Mathematical model reveals how regulating the three phases of T-cell response could counteract immune evasion

Abstract : T cells are key players in immune action against the invasion of target cells expressing non-self antigens. During an immune response, antigen-specific T cells dynamically sculpt the antigenic distribution of target cells, and target cells concurrently shape the host's repertoire of antigen-specific T cells. The succession of these reciprocal selective sweeps can result in ‘chase-and-escape’ dynamics and lead to immune evasion. It has been proposed that immune evasion can be countered by immunotherapy strategies aimed at regulating the three phases of the immune response orchestrated by antigen-specific T cells: expansion, contraction and memory. Here, we test this hypothesis with a mathematical model that considers the immune response as a selection contest between T cells and target cells. The outcomes of our model suggest that shortening the duration of the contraction phase and stabilizing as many T cells as possible inside the long-lived memory reservoir, using dual immunotherapies based on the cytokines interleukin-7 and/or interleukin-15 in combination with molecular factors that can keep the immunomodulatory action of these interleukins under control, should be an important focus of future immunotherapy research.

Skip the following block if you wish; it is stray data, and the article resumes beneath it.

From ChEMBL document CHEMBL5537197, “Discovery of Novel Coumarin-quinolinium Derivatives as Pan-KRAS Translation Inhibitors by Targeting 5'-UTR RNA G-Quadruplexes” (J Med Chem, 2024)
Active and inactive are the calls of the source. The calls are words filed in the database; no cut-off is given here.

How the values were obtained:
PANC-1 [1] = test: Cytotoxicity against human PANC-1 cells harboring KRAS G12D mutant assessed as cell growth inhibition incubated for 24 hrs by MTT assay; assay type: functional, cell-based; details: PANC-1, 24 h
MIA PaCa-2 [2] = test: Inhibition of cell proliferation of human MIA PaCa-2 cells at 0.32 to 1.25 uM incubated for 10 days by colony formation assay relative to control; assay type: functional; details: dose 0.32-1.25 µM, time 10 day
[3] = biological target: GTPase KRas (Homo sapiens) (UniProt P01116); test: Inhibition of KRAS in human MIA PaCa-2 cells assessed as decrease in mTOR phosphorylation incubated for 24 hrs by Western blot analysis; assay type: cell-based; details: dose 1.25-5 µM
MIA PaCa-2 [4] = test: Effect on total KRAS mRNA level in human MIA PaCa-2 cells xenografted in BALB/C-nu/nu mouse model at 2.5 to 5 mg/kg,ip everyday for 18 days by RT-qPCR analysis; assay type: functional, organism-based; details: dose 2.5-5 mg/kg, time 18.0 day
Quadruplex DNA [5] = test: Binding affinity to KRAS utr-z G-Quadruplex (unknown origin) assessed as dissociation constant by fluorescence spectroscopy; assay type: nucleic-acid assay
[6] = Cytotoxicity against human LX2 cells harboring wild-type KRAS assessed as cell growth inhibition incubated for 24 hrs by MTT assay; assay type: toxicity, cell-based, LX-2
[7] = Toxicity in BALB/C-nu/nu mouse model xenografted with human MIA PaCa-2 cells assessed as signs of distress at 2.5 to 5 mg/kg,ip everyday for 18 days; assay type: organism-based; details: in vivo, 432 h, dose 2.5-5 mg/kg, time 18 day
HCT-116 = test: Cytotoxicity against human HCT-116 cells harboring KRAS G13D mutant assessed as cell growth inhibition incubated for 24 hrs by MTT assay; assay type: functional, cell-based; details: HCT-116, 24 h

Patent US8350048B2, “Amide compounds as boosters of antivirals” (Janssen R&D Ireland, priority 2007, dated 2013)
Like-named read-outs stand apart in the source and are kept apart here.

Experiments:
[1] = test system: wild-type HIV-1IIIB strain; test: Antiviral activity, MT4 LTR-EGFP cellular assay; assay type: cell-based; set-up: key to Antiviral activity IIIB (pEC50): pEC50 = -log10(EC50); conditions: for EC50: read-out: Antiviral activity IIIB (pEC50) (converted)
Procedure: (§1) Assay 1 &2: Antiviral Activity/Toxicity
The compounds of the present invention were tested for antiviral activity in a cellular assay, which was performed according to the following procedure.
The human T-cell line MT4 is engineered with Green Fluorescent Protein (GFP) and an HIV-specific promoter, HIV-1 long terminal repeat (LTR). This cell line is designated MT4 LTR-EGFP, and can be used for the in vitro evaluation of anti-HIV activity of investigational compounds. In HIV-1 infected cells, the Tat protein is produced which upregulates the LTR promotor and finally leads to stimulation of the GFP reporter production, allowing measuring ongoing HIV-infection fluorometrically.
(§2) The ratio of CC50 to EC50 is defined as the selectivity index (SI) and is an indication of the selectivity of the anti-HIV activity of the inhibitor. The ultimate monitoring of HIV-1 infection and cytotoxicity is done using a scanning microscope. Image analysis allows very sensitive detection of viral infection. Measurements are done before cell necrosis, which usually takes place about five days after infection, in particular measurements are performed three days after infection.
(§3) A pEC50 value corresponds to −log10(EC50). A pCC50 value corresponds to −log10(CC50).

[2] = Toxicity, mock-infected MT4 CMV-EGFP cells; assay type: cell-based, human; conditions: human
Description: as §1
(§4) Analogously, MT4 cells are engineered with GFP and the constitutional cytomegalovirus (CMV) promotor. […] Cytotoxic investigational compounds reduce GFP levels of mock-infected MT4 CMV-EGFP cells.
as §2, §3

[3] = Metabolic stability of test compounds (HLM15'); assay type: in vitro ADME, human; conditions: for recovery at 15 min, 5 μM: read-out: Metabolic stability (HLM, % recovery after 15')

Liste complète des métadonnées

https://hal.inria.fr/hal-01237852
Contributeur : Tommaso Lorenzi <>
Soumis le : jeudi 3 décembre 2015 - 18:28:45
Dernière modification le : vendredi 31 août 2018 - 09:06:03

Lien texte intégral

Identifiants

Citation

Tommaso Lorenzi, Rebecca H. Chisholm, Matteo Melensi, Alexander Lorz, Marcello Delitala. Mathematical model reveals how regulating the three phases of T-cell response could counteract immune evasion. Immunology, Wiley, 2015, 146 (2), pp.271-280. 〈10.1111/imm.12500〉. 〈hal-01237852〉

Partager

Métriques

Consultations de la notice

284